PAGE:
Now my students refused to leave the door alone and wanted to have an entire conversation in the hallway about the different gods and goddesses that they remembered. I, on the other hand, was hungry and wanted my students to hurry so we could go to lunch. 

This was my solution- I asked Ms. G if she had 1 or 2 responsible students who would be able to teach my students about the Greek gods on their door. This way my students would have their curiosity appeased, 5th grade would get to show off what they've been learning, and everyone would have a lesson in across-level cooperation. Score!

 So, without further ado.... Here are two wonderful 5th graders from Ms. Guardiani's class to tell you about what they've been learning about Greek mythology! (according to Percy Jackson!) 
I also went to Wikipedia for the 'real' definition.

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In Greek mythology, Demeter (/diˈmtər/; Attic Δημήτηρ Dēmētēr. Doric Δαμάτηρ Dāmātēr) is the goddess of the harvest, who presided over grains and the fertility of the earth.

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In Greek religion and mythology, Athena or Athene, is the goddess of wisdom, courage, inspiration, civilization, law and justice, just warfare, mathematics, strength, strategy, the arts, crafts, and skill.

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Artemis was often described as the daughter of Zeus and Leto, and the twin sister of Apollo. She was the Hellenic goddess of the hunt, wild animals, wilderness, childbirth, virginity and young girls, bringing and relieving disease in women; she often was depicted as a huntress carrying a bow and arrows.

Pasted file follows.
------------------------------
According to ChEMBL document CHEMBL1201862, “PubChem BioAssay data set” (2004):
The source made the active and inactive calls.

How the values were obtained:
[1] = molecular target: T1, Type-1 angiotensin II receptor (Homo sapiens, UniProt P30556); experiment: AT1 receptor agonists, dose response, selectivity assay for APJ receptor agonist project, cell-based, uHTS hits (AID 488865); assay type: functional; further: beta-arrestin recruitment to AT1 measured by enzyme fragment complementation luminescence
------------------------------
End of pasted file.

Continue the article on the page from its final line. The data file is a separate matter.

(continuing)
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The god of travel, messengers, trade, thievery, cunning wiles, language, writing, diplomacy, athletics, and animal husbandry. He is the messenger of the gods, a psychopomp who leads the souls of the dead into Hades' realm, and the son of Zeus and Maia.

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Queen of marriage, women, childbirth, heirs, kings and empires. She is the wife of Zeus and daughter of Cronus and Rhea. She was usually depicted as a beautiful woman wearing a crown and veil and holding a royal, lotus-tipped staff.

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Aphrodite is the Greek goddess of love, beauty, pleasure, and procreation.

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He is the son of Zeus and Hera, the King and Queen of the Gods - or else, according to some accounts, of Hera alone. He was the god of technology, blacksmiths, craftsmen, artisans, sculptors, metals, metallurgy, fire and volcanoes.
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The god of wine, parties and festivals, madness, drunkenness and pleasure at forever young. He was depicted in art as either an older bearded god or a pretty effeminate, long-haired youth.

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The god of the sea, rivers, floods, droughts, earthquakes, and the creator of horses; known as the "Earth Shaker". He is a son of Cronus and Rhea and brother to Zeus and Hades.

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The god of war, bloodlust, violence, manly courage, and civil order. The son of Zeus and Hera, he was depicted as either a mature, bearded warrior dressed in battle arms, or a nude beardless youth with helm and spear.

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The god of music, healing, plague, prophecies, poetry, and archery; associated with light, truth and the sun. He is Artemis' twin brother and Hermes' elder brother, and son of Zeus and Leto.

And last, but not least, the Head-honcho of the gods... Zeus.
The king of the gods, the ruler of Mount Olympus and the god of the sky, weather, thunder, lightning, law, order, and fate. He is the youngest son of Cronus and Rhea, whom he overthrew after Cronus swallowed his brothers and sisters and he is brother-husband to Hera.